At first, this hasty restitution promised that the SC/ST Act was indeed a political game changer for adivasis and Dalits. Majoritarian backlash, however, was swift. Several election-bound states delayed the restitution, anticipating a loss of upper caste votes. Upper caste groups accused the government of pandering to Dalit voters in blatant disregard for upper-caste and Other Backward Classes, resulting in counter protests and political coalitions between these groups against Dalits. This back-and-forth between caste minorities, upper castes, the Supreme Court and the ruling NDA government undermines the already tenuous rule of law in India, a context in which legal authority is always somewhat provisional (Jauregui 2016). Minorities protesting violently to demand the restitution of legislation—the simultaneous fetishization of the law even as lawlessness abounds—might appear to be a particular conundrum of postcolonial democracies (Comaroff and Comaroff 2006). And yet, the Global South foreshadows the future of democracy in the Global North (Comaroff and Comaroff 2011). Despite legislation such as the SC/ST Act and the Constitutional abolition of untouchability, minorities cannot unequivocally look to legal safeguards to protect their interests. Laws such as anti-conversion statutes and cow protection laws have been invoked in populist crowd violence, culminating in the lynching of Dalits and Muslims, and increasingly confirming that law in India is far from neutral and liberal, but rather majoritarian Hindu at its core. These developments confirm that the undergirding assumptions of the law and its realization within a social context are not only never neutrally outside of politics, but are also particularly vulnerable to being unmasked as such under conditions of majoritarian populism.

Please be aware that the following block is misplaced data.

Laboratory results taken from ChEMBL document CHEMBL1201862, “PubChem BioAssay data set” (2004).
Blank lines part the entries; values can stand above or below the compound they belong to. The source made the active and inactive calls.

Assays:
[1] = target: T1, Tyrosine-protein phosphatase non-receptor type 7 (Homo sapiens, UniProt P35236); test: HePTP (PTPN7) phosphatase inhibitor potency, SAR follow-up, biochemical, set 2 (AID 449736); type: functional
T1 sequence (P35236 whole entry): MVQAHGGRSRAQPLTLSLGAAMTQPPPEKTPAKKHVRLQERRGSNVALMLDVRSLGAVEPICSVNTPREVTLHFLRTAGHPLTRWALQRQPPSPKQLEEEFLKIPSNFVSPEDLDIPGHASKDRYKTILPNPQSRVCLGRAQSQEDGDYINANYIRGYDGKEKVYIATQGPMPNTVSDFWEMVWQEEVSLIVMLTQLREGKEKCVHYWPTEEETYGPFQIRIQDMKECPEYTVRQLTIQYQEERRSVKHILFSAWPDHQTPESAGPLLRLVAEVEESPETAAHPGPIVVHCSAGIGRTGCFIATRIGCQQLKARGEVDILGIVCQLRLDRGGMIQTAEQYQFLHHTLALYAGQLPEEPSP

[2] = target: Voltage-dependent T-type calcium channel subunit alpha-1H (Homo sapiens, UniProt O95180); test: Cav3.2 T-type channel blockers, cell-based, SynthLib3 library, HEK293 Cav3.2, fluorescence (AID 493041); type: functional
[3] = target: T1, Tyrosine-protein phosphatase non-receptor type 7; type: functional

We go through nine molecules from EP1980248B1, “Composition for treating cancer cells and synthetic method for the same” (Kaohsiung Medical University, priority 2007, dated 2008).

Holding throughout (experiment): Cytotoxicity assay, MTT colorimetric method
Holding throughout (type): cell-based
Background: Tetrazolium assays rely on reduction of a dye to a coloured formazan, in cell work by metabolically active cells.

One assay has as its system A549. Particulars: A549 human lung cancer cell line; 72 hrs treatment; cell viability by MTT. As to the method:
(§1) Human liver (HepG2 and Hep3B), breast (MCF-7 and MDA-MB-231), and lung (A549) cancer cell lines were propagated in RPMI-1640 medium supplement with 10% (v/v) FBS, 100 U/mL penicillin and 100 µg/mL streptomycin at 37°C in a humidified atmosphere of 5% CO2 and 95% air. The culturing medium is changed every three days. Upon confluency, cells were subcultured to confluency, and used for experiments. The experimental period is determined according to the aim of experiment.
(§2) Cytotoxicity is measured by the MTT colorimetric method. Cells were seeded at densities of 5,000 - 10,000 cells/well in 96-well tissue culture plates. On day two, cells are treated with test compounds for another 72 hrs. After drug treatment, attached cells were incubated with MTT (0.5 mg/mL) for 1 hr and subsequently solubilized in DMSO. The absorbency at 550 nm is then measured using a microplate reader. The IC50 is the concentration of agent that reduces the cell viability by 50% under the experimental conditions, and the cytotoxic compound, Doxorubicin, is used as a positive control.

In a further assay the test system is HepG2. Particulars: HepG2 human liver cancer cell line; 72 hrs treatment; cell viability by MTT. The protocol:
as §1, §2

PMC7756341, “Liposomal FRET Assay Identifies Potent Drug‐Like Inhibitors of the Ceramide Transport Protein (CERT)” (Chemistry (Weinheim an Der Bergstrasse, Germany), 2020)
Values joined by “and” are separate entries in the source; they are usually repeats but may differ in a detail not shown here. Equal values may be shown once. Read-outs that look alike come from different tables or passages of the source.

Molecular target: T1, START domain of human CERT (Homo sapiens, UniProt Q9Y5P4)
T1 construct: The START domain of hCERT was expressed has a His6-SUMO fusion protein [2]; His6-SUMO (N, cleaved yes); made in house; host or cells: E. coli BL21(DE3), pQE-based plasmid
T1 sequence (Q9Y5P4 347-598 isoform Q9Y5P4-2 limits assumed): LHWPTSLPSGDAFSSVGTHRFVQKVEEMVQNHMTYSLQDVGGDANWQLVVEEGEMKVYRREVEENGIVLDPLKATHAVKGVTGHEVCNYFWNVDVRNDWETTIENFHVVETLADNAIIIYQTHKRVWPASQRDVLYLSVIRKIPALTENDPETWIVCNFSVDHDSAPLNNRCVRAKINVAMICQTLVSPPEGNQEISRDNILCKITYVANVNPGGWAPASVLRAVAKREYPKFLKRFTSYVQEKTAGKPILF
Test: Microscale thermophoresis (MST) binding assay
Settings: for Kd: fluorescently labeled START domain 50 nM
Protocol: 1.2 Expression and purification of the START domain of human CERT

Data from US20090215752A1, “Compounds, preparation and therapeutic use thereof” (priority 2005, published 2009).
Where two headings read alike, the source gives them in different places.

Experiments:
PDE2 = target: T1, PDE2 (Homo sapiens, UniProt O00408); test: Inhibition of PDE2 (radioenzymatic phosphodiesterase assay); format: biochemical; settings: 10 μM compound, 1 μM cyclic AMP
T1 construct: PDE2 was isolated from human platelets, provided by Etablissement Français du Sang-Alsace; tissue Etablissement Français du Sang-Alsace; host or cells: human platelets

However, the SC/ST Act protests attest to the tenacious yet indeterminate promise of rights discourse amidst a global resurgence in minority violence under right-wing populism. To use legal theorist Patricia Williams’ words, the “magic of rights” cannot be easily dismantled even as populist forces seek to dilute socio-legal protections. Minorities invest a “timeless, formless futurism” into rights discourse with the hope of realizing justice and equity in a deferred future, an investment that defies the historical, political, and economic parameters within which these rights operate (Williams 1992). These developments in India attest to the durability of the emancipatory promise of rights discourse, showing the continued relevance of law and of hate crime legislation for minorities under conditions of contemporary populism—unmasked as far from neutral yet still accountable to idealized commensuration and justice.
Pinky Hota is Assistant Professor of Anthropology at Smith College and is currently completing her book manuscript entitled The Violence of Indigeneity: Religion, Recognition and Capital in India.